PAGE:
The Anatomy of a Perfect Week

So, I had the elusive perfect week.

Better than that, actually — I had two of them in a row.

In this post,

  • What exactly a perfect week looks like, for me.
  • The exact mechanics I ran: habits, time spent, nutrition, fitness, planning, defensive measures, structure, accountability, leisure and fun, etc.
  • A long list of small actionable things you can do to make your next week run much better.

***

Wait — what’s a “perfect week”?

Ahh, it’s the most incredibly beautiful, productive, fulfilling week possible. It’s when everything goes just right, and life is really soaring.

Pardon me if I’m getting poetic here — all the mechanics in a moment — but as enjoyable as such a week is, it’s historically been incredibly elusive. I’ve kept stats for the last few years tracked rigorously, and it typically only happens 3–4 times per year.

I imagine your perfect week differs from mine, but here’s mine:

  • 70%+ of my work is “excellent work time”
  • 100% of my time is excellent, okay, or true leisure.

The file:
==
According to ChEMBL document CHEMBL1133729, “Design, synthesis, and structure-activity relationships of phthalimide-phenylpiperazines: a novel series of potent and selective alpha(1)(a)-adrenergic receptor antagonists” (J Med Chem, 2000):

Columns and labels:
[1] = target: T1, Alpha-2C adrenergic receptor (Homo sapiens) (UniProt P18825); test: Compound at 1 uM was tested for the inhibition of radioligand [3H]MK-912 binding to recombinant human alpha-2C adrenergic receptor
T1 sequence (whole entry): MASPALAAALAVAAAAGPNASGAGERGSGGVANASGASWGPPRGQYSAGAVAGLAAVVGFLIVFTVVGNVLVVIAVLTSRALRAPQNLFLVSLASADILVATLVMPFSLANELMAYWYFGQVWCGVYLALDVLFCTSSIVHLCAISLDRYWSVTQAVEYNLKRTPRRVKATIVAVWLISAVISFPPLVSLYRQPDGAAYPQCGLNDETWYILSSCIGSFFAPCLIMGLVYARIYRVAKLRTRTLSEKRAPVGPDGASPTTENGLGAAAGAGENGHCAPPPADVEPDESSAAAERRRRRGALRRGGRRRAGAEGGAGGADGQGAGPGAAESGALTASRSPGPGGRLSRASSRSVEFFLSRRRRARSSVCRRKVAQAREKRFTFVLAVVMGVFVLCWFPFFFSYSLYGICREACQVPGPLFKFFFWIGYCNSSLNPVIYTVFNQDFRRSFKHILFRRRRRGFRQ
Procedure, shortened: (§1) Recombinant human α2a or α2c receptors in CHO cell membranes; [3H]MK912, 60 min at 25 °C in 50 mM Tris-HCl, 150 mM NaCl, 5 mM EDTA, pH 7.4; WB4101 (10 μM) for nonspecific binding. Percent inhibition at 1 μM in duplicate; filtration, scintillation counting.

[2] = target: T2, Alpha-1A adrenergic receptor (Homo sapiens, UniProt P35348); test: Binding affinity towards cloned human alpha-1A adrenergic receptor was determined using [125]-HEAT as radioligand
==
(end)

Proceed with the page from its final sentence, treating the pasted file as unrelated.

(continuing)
• 0% of my time is spent “bad.”
  • All the major Impact Areas of my life are holding steady or improving.

I track my time down to the five-minute block — I know how I spent just about every single minute for the last few years of my life. Umm, I don’t recommend it for everyone, but it works nicely for me. I enjoy it and it’s less intense to do than you’d think.

The hardest thing to hit towards a “perfect week” is zero bad time. Of all the Bad things in the world, the easiest to slip into are “neurotic flow” type activities — surfing the web mindlessly, playing video games, mindless consumption, stuff like that. Things that are easy to do, very engaging, but which don’t make one’s life any better and which aren’t genuinely fulfilling or recharging in the way true leisure is.

To be clear, I’m totally fine doing any of those activities if I chose them in advance. But even then, those are rarely the most fulfilling activities — I’d rather play board games with friends than video games alone, I’d rather read a good book than browse the web, and I’d rather study history than get caught up in whatever the horrible-thing-du-jour that’s on the news.